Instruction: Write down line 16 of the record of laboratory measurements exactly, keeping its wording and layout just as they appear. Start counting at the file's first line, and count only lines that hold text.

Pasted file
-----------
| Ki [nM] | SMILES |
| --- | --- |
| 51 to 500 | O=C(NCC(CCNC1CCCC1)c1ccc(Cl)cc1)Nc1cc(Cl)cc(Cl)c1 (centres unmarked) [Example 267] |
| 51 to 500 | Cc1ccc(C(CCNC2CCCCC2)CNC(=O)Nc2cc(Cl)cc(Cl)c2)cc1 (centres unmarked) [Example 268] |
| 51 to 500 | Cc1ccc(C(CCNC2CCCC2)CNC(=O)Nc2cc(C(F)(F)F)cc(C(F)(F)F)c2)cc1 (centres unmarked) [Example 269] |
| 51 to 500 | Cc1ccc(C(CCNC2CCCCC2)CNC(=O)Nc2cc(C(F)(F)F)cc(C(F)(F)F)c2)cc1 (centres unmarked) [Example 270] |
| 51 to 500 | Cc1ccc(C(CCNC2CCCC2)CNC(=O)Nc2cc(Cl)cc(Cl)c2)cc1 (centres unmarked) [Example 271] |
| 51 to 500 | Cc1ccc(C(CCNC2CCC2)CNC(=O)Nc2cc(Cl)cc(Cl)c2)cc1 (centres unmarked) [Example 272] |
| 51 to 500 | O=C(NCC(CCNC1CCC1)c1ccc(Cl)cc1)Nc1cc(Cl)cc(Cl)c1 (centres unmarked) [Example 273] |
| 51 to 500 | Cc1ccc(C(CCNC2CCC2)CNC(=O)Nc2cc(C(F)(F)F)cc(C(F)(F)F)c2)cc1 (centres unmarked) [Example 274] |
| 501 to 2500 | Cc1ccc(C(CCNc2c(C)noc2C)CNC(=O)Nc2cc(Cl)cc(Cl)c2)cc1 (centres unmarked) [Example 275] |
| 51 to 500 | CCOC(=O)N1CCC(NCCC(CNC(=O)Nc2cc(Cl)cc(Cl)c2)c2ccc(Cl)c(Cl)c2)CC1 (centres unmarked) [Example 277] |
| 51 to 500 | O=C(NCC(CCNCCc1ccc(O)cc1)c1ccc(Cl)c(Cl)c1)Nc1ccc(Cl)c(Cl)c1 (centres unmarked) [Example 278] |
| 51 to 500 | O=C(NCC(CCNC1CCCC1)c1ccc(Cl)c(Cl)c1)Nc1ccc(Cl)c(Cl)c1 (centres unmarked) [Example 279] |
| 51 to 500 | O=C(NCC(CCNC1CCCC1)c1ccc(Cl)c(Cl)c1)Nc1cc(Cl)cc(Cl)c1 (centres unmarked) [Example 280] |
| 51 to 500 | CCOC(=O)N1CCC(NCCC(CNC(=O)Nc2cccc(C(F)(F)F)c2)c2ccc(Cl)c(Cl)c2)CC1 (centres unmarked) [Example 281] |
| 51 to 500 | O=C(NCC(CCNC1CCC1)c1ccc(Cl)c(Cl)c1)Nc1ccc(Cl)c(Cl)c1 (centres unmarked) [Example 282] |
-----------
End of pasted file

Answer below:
| 51 to 500 | CCOC(=O)N1CCC(NCCC(CNC(=O)Nc2cccc(C(F)(F)F)c2)c2ccc(Cl)c(Cl)c2)CC1 (centres unmarked) [Example 281] |